By Stephanie Buckhanon Crowder. As a Black woman has just become the first Black, first woman, first South Asian to occupy the U.S. vice presidency, Black women’s bodies have been on my mind. My own body has been on my mind. I have been thinking about self-care, wellness, and the importance of never negotiating boundaries. […]
Stephanie Buckhanon CrowderStephanie Buckhanon Crowder is an author, minister, and Bible and pop culture educator. She serves as Associate Professor of Theological Field Education and New Testament and Director of the ACTS DMin in Preaching Program at Chicago Theological Seminary. Dr. Crowder earned a Bachelor of Science degree summa cum laude in Speech Pathology/Audiology from Howard University; a Master of Divinity degree from United Theological Seminary, and Master of Arts and Ph.D. degrees in Religion from Vanderbilt University. Dr. Crowder was a Fund for Theological Education Dissertation Fellow, Wabash Center for Teaching Fellow and Louisville Institute Summer Grant recipient. She has contributed to The Covenant Bible Study and Video Series and True to Our Native Land: An African American New Testament Commentary, and most recently Parenting as Spiritual Practice and Source for Theology. She served on the Editorial Boards of ON Scripture and Feasting on the Gospels and blogs for The Huffington Post and Inside in Higher Education. Her article on yoga can be found in the Disciples Women magazine. Dr. Crowder was a keynote speaker for the 2015 Festival of Faiths, 2017 Hampton University Ministers’ Conference and inducted in the Morehouse College Collegium of Scholars (2017). Her second book is When Momma Speaks: The Bible and Motherhood From a Womanist Perspective. Dr. Crowder is married to Rev. Dr. William E. Crowder, Jr. They have two sons who keep this #SportsMomma and #WomanistMomma on the move. Learn more via @stepbcrowder (Twitter) or via www.drsbuckhanonc.com.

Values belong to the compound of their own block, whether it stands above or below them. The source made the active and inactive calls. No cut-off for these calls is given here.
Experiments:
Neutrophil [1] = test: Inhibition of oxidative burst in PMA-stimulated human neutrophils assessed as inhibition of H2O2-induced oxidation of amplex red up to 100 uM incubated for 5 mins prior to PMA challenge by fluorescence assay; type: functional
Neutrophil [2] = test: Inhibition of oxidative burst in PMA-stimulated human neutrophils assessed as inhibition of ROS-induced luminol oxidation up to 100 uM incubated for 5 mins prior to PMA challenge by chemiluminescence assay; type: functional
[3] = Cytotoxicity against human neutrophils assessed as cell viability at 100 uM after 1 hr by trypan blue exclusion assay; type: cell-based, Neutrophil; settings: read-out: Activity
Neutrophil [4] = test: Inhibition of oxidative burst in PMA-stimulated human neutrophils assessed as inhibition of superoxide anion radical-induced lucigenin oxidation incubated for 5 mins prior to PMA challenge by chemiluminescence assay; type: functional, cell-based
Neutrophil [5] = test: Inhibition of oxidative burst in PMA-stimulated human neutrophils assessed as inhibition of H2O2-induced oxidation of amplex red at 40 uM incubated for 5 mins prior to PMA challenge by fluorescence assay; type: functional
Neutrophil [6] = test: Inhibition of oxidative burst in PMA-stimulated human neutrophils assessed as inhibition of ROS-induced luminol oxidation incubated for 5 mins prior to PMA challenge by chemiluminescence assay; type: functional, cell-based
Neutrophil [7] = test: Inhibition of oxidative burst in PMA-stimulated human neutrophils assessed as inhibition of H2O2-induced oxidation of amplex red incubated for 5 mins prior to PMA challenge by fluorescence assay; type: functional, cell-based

By Stephanie Buckhanon Crowder. There is a theology of geography. There is a connection between space and fate. There is something unspoken that connects destiny with places, places with people. Towns and cities do not surface with notoriety. Sometimes the most unexpected places produce the most extraordinary people. Before August 9, 2014, there was little […]
A Letter To: The White House, Local Governments, the American Academy of Religion/ Society of Biblical Literature, and the Association of Theological Schools We are Black Presidents and Deans serving at schools of theology, departments of religion and African American Studies across the nation. Our co-signers include but are not limited to Black faculty and administrators […]
“To be alive at such an epoch is a privilege, to be a woman then is sublime.” These are the words of scholar and activist, Anna Julia Cooper. Her historical assessment is piercing as she wrestles with the “unproclaimed influence of black women” in her book, A Voice from the South by A Black Woman from […]
I was born one year and nineteen days after a fatal bullet nearly decapitated Rev. Dr. Martin Luther King, Jr. I never knew Rev. Dr. Martin Luther King, Jr. I did not have the privilege of seeing him at a rally or hearing him preach. My acquaintance with his stentorian voice only rings through mp3 […]